Petitioner takes exception to the resolutions of respondent CA dated March 18, 1996
and May 20, 1996 which ordered the dismissal of its Petition for Certiorari for non-
compliance with Sec. 2(a) of Rule 6 of the Revised Internal Rules of the Court of
Appeals by failing to attach to its petition other pertinent documents and papers and
for attaching copies of pleadings which are blurred and unreadable. Petitioner
argues that respondent appellate court seriously erred in giving more premium to
form rather than substance.
We agree with the petitioner. A strict adherence to the technical and procedural rules
in this case would defeat rather than meet the ends of justice as it would result in the
violation of the substantial rights of petitioner. At stake in the appeal filed by
petitioner before the CA is the exercise of their property rights over the disputed
premises which have been expropriated and have in fact been ordered condemned
in favor of the City of Manila.
The judgment in the ejectment suit became final and executory after private
respondents failed to interpose any appeal from the adverse decision of the Court of
Appeals dated August 25, 1994 in CA-G.R. SP No. 33714. Thus, petitioner has
every right to assert the execution of this decision as it had already become final and
executory.
However, it must also be conceded that the City of Manila has an undeniable right to
exercise its power of eminent domain within its jurisdiction.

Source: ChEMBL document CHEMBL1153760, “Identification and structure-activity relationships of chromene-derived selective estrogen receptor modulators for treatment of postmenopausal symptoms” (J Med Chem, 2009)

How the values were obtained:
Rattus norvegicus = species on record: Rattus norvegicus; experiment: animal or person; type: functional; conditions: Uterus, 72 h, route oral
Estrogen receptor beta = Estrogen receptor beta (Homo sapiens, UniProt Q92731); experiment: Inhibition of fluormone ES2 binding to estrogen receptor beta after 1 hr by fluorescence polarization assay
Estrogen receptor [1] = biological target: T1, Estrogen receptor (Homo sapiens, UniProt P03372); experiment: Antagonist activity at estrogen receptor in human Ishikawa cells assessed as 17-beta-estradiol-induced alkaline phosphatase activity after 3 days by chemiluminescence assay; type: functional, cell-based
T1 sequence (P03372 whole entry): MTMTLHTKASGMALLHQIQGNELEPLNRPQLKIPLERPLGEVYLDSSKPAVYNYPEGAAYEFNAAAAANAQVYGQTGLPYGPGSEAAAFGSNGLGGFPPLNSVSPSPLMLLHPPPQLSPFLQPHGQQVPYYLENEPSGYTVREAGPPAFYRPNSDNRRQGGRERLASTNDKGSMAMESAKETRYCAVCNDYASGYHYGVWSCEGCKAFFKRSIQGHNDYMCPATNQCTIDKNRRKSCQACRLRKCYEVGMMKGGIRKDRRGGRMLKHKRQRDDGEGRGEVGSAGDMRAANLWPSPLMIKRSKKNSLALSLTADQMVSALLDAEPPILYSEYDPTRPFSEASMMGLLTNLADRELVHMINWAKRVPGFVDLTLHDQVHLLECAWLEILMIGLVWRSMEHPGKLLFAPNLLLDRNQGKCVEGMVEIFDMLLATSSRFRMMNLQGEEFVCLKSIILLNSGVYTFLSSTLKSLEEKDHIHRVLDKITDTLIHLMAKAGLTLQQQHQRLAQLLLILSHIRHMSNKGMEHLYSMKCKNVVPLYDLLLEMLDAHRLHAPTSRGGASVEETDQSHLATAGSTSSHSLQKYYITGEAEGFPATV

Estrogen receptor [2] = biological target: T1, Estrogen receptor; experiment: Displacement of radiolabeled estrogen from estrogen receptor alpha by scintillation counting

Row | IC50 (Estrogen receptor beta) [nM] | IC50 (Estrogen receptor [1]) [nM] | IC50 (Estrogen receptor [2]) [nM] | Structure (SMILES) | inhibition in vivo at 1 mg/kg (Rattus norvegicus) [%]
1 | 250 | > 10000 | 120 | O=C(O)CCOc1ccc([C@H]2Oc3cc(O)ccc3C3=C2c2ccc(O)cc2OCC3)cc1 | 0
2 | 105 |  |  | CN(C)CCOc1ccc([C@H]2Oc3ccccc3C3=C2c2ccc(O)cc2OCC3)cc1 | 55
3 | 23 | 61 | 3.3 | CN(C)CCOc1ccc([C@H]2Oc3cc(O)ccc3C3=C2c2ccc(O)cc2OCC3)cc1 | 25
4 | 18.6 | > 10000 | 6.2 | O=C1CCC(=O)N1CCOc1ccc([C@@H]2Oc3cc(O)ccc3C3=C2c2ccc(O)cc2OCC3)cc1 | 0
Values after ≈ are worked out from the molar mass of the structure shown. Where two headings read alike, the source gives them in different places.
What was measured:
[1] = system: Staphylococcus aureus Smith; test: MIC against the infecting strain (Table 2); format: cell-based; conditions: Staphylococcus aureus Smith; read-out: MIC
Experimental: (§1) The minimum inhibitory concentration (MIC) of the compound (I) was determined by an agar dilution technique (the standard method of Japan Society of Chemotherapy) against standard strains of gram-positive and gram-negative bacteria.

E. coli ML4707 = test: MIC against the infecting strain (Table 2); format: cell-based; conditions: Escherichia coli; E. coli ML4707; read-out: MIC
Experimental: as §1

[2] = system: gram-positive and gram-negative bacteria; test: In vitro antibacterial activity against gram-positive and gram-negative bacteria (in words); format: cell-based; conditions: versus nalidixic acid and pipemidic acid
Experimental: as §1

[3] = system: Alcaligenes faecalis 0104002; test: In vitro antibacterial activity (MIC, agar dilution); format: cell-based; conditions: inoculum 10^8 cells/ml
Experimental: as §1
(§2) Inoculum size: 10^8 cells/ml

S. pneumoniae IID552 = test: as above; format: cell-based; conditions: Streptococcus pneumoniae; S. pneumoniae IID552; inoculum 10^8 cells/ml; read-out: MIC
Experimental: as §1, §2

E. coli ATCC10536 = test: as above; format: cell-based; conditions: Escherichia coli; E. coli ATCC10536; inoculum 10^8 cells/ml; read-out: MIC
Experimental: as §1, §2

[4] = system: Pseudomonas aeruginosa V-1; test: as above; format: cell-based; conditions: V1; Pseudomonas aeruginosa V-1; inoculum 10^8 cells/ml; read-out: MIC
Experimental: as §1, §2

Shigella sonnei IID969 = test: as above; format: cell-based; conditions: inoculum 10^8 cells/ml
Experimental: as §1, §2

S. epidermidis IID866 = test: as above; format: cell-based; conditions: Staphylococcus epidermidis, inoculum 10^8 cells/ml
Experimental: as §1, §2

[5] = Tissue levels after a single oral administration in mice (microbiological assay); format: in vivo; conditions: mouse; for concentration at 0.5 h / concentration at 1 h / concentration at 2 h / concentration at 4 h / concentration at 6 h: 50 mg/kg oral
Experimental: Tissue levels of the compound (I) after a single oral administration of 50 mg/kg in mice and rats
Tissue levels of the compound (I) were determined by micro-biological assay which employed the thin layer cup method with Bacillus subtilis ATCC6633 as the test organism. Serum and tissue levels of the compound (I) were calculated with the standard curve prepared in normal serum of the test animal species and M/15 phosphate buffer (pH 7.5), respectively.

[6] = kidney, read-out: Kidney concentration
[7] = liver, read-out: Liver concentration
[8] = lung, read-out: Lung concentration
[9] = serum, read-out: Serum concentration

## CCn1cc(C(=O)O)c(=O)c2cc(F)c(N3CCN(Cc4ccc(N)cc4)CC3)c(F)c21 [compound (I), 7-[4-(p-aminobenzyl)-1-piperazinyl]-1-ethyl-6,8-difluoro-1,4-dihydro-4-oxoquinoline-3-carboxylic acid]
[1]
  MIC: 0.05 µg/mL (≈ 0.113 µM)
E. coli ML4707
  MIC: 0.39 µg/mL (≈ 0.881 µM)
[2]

Private lands rank last in the order of priority for purposes of socialized housing. In
the same vein, expropriation proceedings are to be resorted to only when the other
modes of acquisition have been exhausted. Compliance with these conditions must
be deemed mandatory because these are the only safeguards in securing the right
of owners of private property to due process when their property is expropriated for
public use.
Issue: Did the City of Manila comply with the abovementioned conditions when it
expropriated petitioner Filstream's properties?

Held: No.
We have carefully scrutinized the records of this case and found nothing that would
indicate that respondent City of Manila complied with Sec. 9 and Sec. 10 of R.A.
7279. Petitioner Filstream's properties were expropriated and ordered condemned in
favor of the City of Manila sans any showing that resort to the acquisition of other
lands listed under Sec. 9 of RA 7279 have proved futile. Evidently, there was a
violation of petitioner Filstream's right to due process which must accordingly be
rectified.
Indeed, it must be emphasized that the State has a paramount interest in exercising
its power of eminent domain for the general good considering that the right of the
State to expropriate private property as long as it is for public use always takes
precedence over the interest of private property owners. However we must not lose
sight of the fact that the individual rights affected by the exercise of such right are
also entitled to protection, bearing in mind that the exercise of this superior right
cannot override the guarantee of due process extended by the law to owners of the
property to be expropriated. In this regard, vigilance over compliance with the due
process requirements is in order.
WHEREFORE, the petitions are hereby GRANTED. In G.R. 125218, the resolutions
of the Court of Appeals in CA-G. R. SP NO. 36904 dated March 18, 1996 and May
20, 1996 are hereby REVERSED and SET ASIDE. In G.R. No. 128077, the
resolution of the Court of Appeals in CA-G.R. SP No. 43101 dated January 28, 1997
and February 18, 1997 are REVERSED and SET ASIDE.
SO ORDERED.

G.R. No. 137621 February 6, 2002


HAGONOY MARKET VENDOR ASSOCIATION, petitioner,
vs.
MUNICIPALITY OF HAGONOY, BULACAN, respondent.
DECISION
PUNO, J.:
The facts:
On October 1, 1996, the Sangguniang Bayan of Hagonoy, Bulacan, enacted an
ordinance, Kautusan Blg. 28,2 which increased the stall rentals of the market
vendors in Hagonoy.
On December 8, 1997, the petitioners President filed an appeal with the Secretary